Sunday afternoon, there was no place louder than the TD Garden in Boston.
From the green swamp of t-shirts draped over every yellow seat reading ’18,624 Strong’, local legend Kevin McHale’s humongous presence on the sideline, or a fan base simply sick of all the injuries this season, Celtics country had plenty of reasons to shout their team to a 13-107 victory against the Milwaukee Bucks in their opening playoff game of 2018.
This was supposed to be a team of talented youngsters led by All-Star point guard Kyrie Irving, arguably the most important part of their team, and free agent stud Gordon Hayward. But instead, the beginning of Boston’s campaign saw Hayward go down within five minutes, and conclude with Irving’s injured knee ruling him out for the postseason. As a result, the Bucks have the best player in this series, fellow All-Star Giannis Antetokounmpo, and he did his best to upset proceedings here with 35 points, 13 rebounds, seven assists and three steals before fouling out late in overtime.
That foul-out was just another moment when the Sea of Green could roar in the demise of their opponent.
Boston sports fans know how to get up for games like this, and following the contest - a game that, for the majority of the time, failed to inspire - the overwhelming feeling in the crowd was, ‘did we just witness a game seven?’ The home fans who wore their shirts and dutifully roared when the Jumbotron told them to get loud, seethed when Marcus Morris got tangled up with John Henson for a loose ball in the second period, and roared to deafening levels when Terry Rozier crossed up Eric Bledsoe and hit what everyone thought was the game-winning three-pointer with 0.5 seconds remaining.
As it turned out, it wasn't. Khris Middleton flung the ball up with half a second remaining, the ball hitting nothing but net, extending the game. After the replay review, the Garden was for the first time all afternoon in silence.
But with his clutch three, and soon afterwards again when he hit both free throws with 18 seconds remaining in the extra period as fans chanted ‘Terry! Terry! Terry!’, Rozier dutifully handled the absence of Irving and grabbed his moment, even at the second instance.
The Bucks entered this match-up off the back of a shellacking from the red hot Philadelphia 76ers on the final day of the regular season, a performance head coach Joe Prunty had bemoaned while his players exuded joy in the locker room at the thought of facing a weakened Boston. Repeating their act from Wells Fargo Center, they looked fairly uninspired on offence whenever the ball was not in the hands of Antetokounmpo, just as been their problem for the entirety of the regular season. Time and time again, Giannis was forced into a funnel by the Celtics defence, and his two options were limited to searching in bewilderment for a willing teammate, or travelling.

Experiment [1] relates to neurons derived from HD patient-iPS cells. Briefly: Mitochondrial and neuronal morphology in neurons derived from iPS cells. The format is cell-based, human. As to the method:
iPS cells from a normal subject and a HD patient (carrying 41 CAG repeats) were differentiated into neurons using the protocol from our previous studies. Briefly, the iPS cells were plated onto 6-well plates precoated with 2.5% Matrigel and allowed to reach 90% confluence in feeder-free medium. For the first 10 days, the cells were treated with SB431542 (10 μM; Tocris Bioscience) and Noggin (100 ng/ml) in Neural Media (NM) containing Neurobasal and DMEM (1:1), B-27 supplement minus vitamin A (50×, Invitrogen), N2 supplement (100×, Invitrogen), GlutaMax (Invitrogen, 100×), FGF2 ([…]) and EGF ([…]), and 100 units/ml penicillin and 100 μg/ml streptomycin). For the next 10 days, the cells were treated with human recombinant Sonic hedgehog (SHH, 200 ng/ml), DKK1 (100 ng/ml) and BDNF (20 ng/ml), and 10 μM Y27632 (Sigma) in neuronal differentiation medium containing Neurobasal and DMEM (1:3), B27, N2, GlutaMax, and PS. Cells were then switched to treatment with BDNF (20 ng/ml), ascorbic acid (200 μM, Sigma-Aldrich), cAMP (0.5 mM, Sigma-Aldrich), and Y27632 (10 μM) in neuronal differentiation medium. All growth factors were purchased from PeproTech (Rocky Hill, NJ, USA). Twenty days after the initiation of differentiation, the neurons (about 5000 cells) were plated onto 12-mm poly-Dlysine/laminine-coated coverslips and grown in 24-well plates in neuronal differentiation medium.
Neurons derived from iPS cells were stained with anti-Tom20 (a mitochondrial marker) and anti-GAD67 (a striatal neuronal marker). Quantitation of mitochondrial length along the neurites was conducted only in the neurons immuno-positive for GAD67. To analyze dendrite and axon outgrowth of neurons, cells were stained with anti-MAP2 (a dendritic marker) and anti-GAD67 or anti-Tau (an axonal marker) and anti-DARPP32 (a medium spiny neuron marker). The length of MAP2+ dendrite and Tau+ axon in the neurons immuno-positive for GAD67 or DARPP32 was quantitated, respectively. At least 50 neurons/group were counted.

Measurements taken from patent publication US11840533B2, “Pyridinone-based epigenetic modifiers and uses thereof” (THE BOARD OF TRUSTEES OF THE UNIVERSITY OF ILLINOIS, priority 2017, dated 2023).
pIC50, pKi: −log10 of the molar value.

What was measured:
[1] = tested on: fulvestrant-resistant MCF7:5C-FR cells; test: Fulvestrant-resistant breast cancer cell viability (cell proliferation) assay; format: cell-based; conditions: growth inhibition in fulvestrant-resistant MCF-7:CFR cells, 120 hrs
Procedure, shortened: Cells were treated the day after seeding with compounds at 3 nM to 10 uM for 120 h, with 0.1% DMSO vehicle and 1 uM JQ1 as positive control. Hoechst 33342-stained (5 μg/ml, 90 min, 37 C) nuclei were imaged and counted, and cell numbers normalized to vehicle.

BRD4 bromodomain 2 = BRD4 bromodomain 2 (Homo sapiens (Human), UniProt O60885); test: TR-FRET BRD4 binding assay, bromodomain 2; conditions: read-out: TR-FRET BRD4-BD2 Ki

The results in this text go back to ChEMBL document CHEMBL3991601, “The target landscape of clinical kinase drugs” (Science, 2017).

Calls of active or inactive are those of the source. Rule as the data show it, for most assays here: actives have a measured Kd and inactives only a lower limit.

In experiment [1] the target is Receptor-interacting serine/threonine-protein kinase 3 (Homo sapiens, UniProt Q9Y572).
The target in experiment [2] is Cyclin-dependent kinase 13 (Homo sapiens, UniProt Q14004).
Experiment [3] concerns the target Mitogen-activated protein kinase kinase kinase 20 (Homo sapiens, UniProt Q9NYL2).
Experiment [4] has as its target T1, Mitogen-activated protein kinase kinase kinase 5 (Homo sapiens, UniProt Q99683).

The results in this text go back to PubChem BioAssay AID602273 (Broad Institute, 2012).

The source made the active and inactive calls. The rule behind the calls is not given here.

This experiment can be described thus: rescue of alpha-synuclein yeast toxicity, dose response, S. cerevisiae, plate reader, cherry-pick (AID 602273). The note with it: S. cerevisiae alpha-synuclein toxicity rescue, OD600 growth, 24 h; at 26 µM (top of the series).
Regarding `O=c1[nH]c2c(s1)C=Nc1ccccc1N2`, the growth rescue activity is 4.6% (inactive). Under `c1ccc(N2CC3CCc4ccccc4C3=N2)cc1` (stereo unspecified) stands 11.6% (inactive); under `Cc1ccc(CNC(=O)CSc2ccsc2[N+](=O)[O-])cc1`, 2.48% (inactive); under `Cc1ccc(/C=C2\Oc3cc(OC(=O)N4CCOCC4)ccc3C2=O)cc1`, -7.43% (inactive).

Perhaps a sign of things to come over the course of the day, Bucks co-owner Marc Lasry had trouble getting his son past security toward the road locker room an hour before tip, the palaver lasting several minutes and involving three Celtics officials before eventually he was granted access. Lasry’s message was simply that he owned the team and this was his son, but just as no one on the Bucks could own the game down the stretch, he was stifled by the Celtics.
Around the time of Lasry’s predicament, Jayson Tatum, making his playoff debut, seemed fairly calm in the Celtics locker room when he asked Rozier if he had a tattoo on his wrist and whether the process of having it done was painful. Rozier, who has tattoos everywhere, said all of it hurt. Before such a big game, the Celtics were extremely loose - perhaps it was that quiet confidence that saw them make so many big clutch plays, including Rozier's three and Tatum's own game-saving block.
For the Bucks, there were some small victories. Once the team as a whole stopped turning the ball over and began running the floor, the Bucks were able to unleash Khris Middleton, who might be the best shooter in this series. He finished with 31 points, including that miracle three in the closing stages of the fourth; however, he was not helped out at all by Eric Bledsoe and Jabari Parker, a duo who must do more if Milwaukee wish to compete in this series. On paper, they should, but offensive cohesion has not been a strength of the Bucks in recent times.
One thing that paper cannot produce is a loyal fan base, and that may be why these Celtics ultimately get past the opening round. Milwaukee, it seemed, were unsettled by the home crowd, Antetokounmpo fouling out in the late stages to huge cheers while a certain sequence of calls for the Bucks did nothing but motivate this crowd even more.
‘Get Loud!’ was the message and, oh, did the Celtics fans do their job.
So did their team, who are coached brilliantly by Brad Stevens. Any time the offence stagnated, he shut it down with a timeout, or gave his youngsters a pat on the back. His task is perhaps greater than that of his inexperienced roster, which was led by Al Horford’s solid-as- always performance of 24 points and 12 rebounds, both leading the Celtics.
Milwaukee may have staged a late run, but there was more heart and passion from the home team and their crowd. The Bucks can only control their effort, and it will have to be better Tuesday for game two, at what will be another loud and proud Garden.